Two rounds of talks between Iran and the five permanent members of the U.N. Security Council, the United States, Russia, China, Britain and France, plus Germany (P5+1), in Geneva in December and in Istanbul in January, did not reach any substantive result.
Iran has said it is willing to resume talks, but its insistence that other countries recognize its right to enrich uranium is a major stumbling block, particularly for Western diplomats who see it as an unacceptable pre-condition.
The EU foreign policy chief, Catherine Ashton, who represented the P5+1 at the talks, said last month she wanted a "stronger and better" reply from Iran to her call to revive the talks.
Israel and the United States say they do not rule out pre-emptive military strikes to stop Iran making nuclear bombs.
As well as blaming Washington for Amano's comments, Ahmadinejad used his news conference to condemn U.S. interference in the Middle East, including Bahrain, the tiny Gulf island state that hosts the U.S. Fifth Fleet and whose crackdown on pro-democracy protests Tehran has condemned.
"The problem is not between the authorities and the people, the problem is America's military base in Bahrain," he said.
On Syria, Iran's main ally in the region in its stand against Israel, he said: "I condemn the interference of America and its allies ... We believe that Syrians themselves are capable of managing their own affairs."
There are U.S. troops in two of Iran's neighbors -- Iraq and Afghanistan -- and Ahmadinejad predicted Washington would try to extend its presence in a third -- nuclear armed Pakistan.
"We have information that in order to gain more control over Pakistan, to weaken the Pakistani nation and government, the Americans want to sabotage Pakistan's nuclear facilities," he said, adding that damage to nuclear plants would be a pretext for a greater U.S. presence in the country.
Available at: http://www.reuters.com/article/2011/06/07/us-iran-nuclear-ahmadinejad-idUSTRE7563N520110607?rpc=401&feedType=RSS&feedName=worldNews&rpc=401
1. S. Korea's Nuke Envoy To Visit China Over Embittered N. Korea
Yonhap News Agency
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Amid dwindling hope for inter-Korean talks, South Korea's nuclear envoy will fly to China, North Korea's top ally, this week, the foreign ministry said Tuesday, after Pyongyang announced angrily it would no longer deal with Seoul.
Wi Sung-lac, who represents South Korea in the stalled six-party talks on North Korea's nuclear arms programs, will meet with his Chinese counterpart Wu Dawei during his two-day trip that begins on Wednesday, the ministry here said in a statement.
North Korea declared last week it would no longer speak to South Korea, accusing Seoul of breaching trust by divulging details of their secret overseas contact aimed at setting up a summit.
The denunciation came amid hopes that the North would soon extend an offer to the South for nuclear dialogue between the divided countries that would help restart the six-party talks, which also include the United States, Russia and Japan.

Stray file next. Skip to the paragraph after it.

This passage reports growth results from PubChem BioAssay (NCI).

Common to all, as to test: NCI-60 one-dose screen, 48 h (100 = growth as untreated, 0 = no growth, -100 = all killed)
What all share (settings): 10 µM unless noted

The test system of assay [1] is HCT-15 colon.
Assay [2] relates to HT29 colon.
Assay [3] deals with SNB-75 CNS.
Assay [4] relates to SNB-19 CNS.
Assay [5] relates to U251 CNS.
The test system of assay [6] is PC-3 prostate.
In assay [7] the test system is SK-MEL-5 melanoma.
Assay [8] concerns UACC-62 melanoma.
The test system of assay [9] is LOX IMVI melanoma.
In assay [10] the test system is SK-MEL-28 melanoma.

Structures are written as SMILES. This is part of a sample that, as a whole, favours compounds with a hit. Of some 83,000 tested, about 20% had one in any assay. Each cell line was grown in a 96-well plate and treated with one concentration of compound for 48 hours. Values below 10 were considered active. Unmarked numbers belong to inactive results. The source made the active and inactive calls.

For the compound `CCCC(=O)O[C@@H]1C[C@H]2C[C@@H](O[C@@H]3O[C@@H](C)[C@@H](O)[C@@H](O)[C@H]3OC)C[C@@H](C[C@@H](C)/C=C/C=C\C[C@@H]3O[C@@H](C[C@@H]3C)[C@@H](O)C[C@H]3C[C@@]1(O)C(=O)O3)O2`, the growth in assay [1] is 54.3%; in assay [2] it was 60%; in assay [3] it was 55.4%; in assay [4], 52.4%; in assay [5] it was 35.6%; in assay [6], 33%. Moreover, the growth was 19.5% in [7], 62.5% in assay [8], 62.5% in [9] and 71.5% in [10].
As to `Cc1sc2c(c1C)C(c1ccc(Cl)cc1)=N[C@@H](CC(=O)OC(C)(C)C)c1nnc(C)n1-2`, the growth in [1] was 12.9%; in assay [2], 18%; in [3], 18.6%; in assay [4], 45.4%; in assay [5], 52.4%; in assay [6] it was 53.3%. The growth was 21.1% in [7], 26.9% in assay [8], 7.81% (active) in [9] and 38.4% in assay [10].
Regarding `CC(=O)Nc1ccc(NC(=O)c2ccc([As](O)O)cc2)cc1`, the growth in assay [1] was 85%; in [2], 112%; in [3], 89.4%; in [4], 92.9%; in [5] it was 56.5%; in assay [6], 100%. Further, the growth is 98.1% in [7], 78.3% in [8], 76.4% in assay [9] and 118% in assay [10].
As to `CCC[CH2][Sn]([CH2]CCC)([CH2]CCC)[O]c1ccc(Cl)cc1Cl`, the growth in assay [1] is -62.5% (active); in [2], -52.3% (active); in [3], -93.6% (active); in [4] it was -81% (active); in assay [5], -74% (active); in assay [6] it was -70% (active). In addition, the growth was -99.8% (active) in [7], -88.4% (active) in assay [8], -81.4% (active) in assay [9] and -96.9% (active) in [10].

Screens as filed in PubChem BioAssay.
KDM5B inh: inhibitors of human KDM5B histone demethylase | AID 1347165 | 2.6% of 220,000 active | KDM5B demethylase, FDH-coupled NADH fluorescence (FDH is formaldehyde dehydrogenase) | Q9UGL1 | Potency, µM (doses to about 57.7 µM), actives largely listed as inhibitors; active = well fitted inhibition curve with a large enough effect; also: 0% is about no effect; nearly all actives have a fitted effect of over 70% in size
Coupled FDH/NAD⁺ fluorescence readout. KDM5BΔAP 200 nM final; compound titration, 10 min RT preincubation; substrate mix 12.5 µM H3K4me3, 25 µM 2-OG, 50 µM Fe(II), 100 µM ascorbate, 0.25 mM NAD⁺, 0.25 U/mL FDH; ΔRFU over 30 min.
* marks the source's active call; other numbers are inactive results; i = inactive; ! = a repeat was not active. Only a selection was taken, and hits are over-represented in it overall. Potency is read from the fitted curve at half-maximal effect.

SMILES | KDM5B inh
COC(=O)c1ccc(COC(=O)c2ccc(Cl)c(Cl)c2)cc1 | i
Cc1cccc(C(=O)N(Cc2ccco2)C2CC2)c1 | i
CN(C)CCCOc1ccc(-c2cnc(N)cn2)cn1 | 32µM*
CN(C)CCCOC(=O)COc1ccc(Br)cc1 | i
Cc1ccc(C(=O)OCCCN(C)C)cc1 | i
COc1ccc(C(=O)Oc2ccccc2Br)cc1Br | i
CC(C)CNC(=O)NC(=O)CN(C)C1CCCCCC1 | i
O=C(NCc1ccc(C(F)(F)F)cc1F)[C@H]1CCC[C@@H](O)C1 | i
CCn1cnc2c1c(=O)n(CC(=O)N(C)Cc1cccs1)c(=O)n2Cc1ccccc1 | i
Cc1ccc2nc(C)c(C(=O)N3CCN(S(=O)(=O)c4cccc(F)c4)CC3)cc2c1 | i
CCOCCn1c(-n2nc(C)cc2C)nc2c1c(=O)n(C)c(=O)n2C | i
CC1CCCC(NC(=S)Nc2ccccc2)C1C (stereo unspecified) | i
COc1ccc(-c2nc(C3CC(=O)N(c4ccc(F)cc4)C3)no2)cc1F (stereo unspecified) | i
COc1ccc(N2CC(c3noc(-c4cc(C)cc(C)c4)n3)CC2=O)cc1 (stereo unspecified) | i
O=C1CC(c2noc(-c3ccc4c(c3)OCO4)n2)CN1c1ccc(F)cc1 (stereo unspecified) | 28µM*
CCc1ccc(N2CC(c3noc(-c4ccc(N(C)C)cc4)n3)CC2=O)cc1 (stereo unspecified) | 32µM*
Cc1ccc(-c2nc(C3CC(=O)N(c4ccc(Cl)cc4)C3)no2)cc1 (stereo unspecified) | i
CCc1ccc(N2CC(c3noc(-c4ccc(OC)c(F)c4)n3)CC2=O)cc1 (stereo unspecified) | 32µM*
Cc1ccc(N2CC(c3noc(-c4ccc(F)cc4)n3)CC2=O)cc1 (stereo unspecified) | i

The bitter relations between the Koreas are expected to be on Wi's agenda when he travels to Beijing, the ministry said. China, which hosts the six-party talks, had proposed that the two Koreas first hold a dialogue.
"The two sides will assess the current situation regarding the North Korean problem and the recent inter-Korean relations and exchange broad opinions on future measures," the ministry said.
The planned meeting in Beijing comes as Kurt Campbell, U.S. assistant secretary of state for East Asian and Pacific affairs, is set to arrive in South Korea on Friday. The senior U.S. diplomat was scheduled to fly out of China later Tuesday to Mongolia.
In a related development, the foreign ministry here said Russia's deputy nuclear envoy to the six-party talks will arrive in Seoul on Thursday. It did not say whether Grigory Logvinov would rendezvous with Campbell in Seoul, even though he is set to meet with Wi on Friday before leaving over the weekend.
The six-party talks, which seek to denuclearize North Korea through negotiations, have not been held since late 2008.
Available at: http://english.yonhapnews.co.kr/northkorea/2011/06/07/10/0401000000AEN20110607007000315F.HTML
1. Tepco To Install Air Filters At Fukushima No. 2 Reactor
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Tokyo Electric Power Co. will install air filters to the lower radiation level in the No. 2 reactor building of its Fukushima Dai-Ichi nuclear plant, aiming to make it safer to work in the damaged facility.
Tepco, as the utility is known, plans to complete installing the air ventilation units with filters around June 11 and operate the system for about three days, Junichi Matsumoto, a general manager at Tepco, said today at a news conference in Tokyo. The company will then check radiation levels inside the reactor building and open the facility’s double door to lower humidity, he said.
Available at: http://www.bloomberg.com/news/2011-06-08/tepco-to-install-air-filters-at-fukushima-no-2-reactor-1-.html
2. Ministers Urge Nuclear Safety Tests After Japan Crisis
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Ministers from nearly 30 nuclear energy-producing countries have called for safety tests on all reactors in the wake of the nuclear disaster in Japan.
France's environment minister said delegates at a summit in Paris agreed to "improve and lift our standards and co-operation on nuclear safety".
Some governments are reconsidering their nuclear energy strategy.
Germany has already decided to abandon nuclear energy for green technology and cleaner gas- and coal-powered plants.
In a major policy reversal, its government announced last month that all the country's nuclear plants would be phased out by 2022.